Geneva, 24 July 2014 - In June 2013, a young southern elephant seal (Mirounga leonina) washed up on a beach in KwaZulu Natal in South Africa, exhausted and starving. It was clear that he needed help and was taken to the uShaka Sea World rehabilitation centre in Durban where he was named Selso.
Southern Elephant Seals normally inhabit the Southern Ocean with the closest island colony site being Marion Island 2200km south of South Africa and therefore it was unusual for the young seal to strand on the KZN coast.
When Selso arrived he weighed 73kg, less than half of what he should have weighed, and needed to put on 110Kg before he could be released. This took seven months.
When deemed fit enough, Selso was embarked aboard MSC Sinfonia in the port of Durban on 9 January 2014, lifted in a crate on the foredeck and secured under cover. He was released off the coast of Port Elisabeth on 11 January. Prior to leaving the uShaka Sea World rehabilitation centre he was fitted with a satellite tracking tag which would record his movements for up to one year.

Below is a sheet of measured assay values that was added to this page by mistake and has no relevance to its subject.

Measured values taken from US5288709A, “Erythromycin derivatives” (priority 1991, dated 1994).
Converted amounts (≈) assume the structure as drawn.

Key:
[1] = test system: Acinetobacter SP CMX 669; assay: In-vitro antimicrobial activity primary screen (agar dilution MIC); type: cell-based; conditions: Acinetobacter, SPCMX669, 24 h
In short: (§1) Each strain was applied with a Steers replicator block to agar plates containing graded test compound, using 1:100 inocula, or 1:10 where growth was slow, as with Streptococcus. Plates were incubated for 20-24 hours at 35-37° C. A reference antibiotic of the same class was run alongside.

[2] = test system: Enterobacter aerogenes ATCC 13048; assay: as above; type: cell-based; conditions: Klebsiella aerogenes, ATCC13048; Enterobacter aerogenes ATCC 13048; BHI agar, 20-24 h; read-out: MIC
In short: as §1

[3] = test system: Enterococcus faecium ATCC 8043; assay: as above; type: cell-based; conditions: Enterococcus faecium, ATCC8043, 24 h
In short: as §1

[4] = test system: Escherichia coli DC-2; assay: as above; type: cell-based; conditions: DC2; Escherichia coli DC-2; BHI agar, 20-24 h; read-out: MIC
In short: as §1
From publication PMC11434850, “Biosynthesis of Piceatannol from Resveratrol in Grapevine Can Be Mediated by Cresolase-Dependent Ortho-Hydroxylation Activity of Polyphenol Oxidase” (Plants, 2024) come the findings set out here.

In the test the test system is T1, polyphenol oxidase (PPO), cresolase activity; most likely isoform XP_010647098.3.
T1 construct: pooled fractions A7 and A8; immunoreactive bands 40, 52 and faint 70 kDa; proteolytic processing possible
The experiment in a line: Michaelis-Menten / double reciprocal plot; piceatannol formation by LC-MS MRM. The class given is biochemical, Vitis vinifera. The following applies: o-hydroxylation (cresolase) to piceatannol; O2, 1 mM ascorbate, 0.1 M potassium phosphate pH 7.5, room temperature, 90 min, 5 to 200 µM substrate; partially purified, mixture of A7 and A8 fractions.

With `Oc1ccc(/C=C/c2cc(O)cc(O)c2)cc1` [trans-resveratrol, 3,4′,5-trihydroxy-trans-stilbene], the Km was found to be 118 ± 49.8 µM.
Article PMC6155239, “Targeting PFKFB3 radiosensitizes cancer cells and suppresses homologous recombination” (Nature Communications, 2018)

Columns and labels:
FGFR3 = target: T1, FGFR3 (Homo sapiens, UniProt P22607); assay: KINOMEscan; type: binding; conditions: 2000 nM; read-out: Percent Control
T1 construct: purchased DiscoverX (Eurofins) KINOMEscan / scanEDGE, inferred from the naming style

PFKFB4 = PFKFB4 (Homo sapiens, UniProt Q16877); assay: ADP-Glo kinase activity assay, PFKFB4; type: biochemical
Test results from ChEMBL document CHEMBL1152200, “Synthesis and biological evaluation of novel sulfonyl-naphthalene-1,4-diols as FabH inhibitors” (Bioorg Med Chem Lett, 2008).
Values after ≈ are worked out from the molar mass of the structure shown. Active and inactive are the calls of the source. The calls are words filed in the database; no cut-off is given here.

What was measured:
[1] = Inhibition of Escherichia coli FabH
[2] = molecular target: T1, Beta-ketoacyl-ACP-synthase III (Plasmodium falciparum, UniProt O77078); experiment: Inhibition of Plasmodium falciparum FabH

It took no more than two days once released for Selso to get his bearings and head in the right direction. His epic journey took him steadily southwards covering a distance of over 8,000 kilometres in just under six months.
Southern Elephant Seals spend their lives at sea except when breeding and moulting, and Selso is no different. His southward journey included spending time in areas known to be good feeding grounds. By June he almost reached the Antarctic ice shelf but did not remain there long before turning around and heading north. He continued his northward journey and on 30 June hauled out on Marion Island. Marion Island is part of the Prince Edward Islands, in the sub-Antarctic Indian Ocean, that are part of South Africa.
Selso’s satellite transmitter indicated his location on the south side of the island and research staff were sent to access his condition. As visible on the pictures, he was found to be in excellent condition enjoying a well-deserved rest amongst the boulders.